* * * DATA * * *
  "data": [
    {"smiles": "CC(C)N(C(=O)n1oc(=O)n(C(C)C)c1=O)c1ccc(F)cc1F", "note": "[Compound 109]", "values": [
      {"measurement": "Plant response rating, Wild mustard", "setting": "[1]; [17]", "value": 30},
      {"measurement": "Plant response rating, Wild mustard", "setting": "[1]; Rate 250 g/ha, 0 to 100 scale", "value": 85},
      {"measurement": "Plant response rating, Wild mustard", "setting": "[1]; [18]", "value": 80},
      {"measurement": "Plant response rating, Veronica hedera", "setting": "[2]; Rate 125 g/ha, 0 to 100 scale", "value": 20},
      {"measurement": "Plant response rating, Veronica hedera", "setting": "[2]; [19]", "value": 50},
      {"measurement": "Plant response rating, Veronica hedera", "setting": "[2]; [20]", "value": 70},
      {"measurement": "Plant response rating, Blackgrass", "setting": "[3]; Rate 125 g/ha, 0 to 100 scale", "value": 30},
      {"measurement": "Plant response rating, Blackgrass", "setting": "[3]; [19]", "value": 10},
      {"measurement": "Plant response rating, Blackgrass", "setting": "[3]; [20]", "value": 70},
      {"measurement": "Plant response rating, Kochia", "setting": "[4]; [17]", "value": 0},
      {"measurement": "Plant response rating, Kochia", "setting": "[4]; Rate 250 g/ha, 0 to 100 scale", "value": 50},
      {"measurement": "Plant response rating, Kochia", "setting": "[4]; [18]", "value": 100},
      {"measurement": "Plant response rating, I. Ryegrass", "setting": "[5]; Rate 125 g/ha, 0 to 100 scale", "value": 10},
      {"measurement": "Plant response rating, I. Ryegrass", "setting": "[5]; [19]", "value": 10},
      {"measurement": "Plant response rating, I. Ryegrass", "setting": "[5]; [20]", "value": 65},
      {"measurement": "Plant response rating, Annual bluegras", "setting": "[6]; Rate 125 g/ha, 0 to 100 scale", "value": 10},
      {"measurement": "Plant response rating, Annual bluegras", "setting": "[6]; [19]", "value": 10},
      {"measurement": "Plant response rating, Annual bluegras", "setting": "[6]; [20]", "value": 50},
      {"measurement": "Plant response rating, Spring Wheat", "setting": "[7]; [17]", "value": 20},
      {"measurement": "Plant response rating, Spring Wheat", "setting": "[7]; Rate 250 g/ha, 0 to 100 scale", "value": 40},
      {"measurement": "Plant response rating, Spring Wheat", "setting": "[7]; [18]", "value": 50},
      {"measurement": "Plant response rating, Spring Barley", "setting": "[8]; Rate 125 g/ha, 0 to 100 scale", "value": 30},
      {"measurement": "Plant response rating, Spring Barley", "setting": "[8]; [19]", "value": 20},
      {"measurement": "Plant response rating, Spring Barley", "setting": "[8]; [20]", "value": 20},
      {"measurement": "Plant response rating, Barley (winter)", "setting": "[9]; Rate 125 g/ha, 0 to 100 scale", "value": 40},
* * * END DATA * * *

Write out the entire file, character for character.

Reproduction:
  "data": [
    {"smiles": "CC(C)N(C(=O)n1oc(=O)n(C(C)C)c1=O)c1ccc(F)cc1F", "note": "[Compound 109]", "values": [
      {"measurement": "Plant response rating, Wild mustard", "setting": "[1]; [17]", "value": 30},
      {"measurement": "Plant response rating, Wild mustard", "setting": "[1]; Rate 250 g/ha, 0 to 100 scale", "value": 85},
      {"measurement": "Plant response rating, Wild mustard", "setting": "[1]; [18]", "value": 80},
      {"measurement": "Plant response rating, Veronica hedera", "setting": "[2]; Rate 125 g/ha, 0 to 100 scale", "value": 20},
      {"measurement": "Plant response rating, Veronica hedera", "setting": "[2]; [19]", "value": 50},
      {"measurement": "Plant response rating, Veronica hedera", "setting": "[2]; [20]", "value": 70},
      {"measurement": "Plant response rating, Blackgrass", "setting": "[3]; Rate 125 g/ha, 0 to 100 scale", "value": 30},
      {"measurement": "Plant response rating, Blackgrass", "setting": "[3]; [19]", "value": 10},
      {"measurement": "Plant response rating, Blackgrass", "setting": "[3]; [20]", "value": 70},
      {"measurement": "Plant response rating, Kochia", "setting": "[4]; [17]", "value": 0},
      {"measurement": "Plant response rating, Kochia", "setting": "[4]; Rate 250 g/ha, 0 to 100 scale", "value": 50},
      {"measurement": "Plant response rating, Kochia", "setting": "[4]; [18]", "value": 100},
      {"measurement": "Plant response rating, I. Ryegrass", "setting": "[5]; Rate 125 g/ha, 0 to 100 scale", "value": 10},
      {"measurement": "Plant response rating, I. Ryegrass", "setting": "[5]; [19]", "value": 10},
      {"measurement": "Plant response rating, I. Ryegrass", "setting": "[5]; [20]", "value": 65},
      {"measurement": "Plant response rating, Annual bluegras", "setting": "[6]; Rate 125 g/ha, 0 to 100 scale", "value": 10},
      {"measurement": "Plant response rating, Annual bluegras", "setting": "[6]; [19]", "value": 10},
      {"measurement": "Plant response rating, Annual bluegras", "setting": "[6]; [20]", "value": 50},
      {"measurement": "Plant response rating, Spring Wheat", "setting": "[7]; [17]", "value": 20},
      {"measurement": "Plant response rating, Spring Wheat", "setting": "[7]; Rate 250 g/ha, 0 to 100 scale", "value": 40},
      {"measurement": "Plant response rating, Spring Wheat", "setting": "[7]; [18]", "value": 50},
      {"measurement": "Plant response rating, Spring Barley", "setting": "[8]; Rate 125 g/ha, 0 to 100 scale", "value": 30},
      {"measurement": "Plant response rating, Spring Barley", "setting": "[8]; [19]", "value": 20},
      {"measurement": "Plant response rating, Spring Barley", "setting": "[8]; [20]", "value": 20},
      {"measurement": "Plant response rating, Barley (winter)", "setting": "[9]; Rate 125 g/ha, 0 to 100 scale", "value": 40},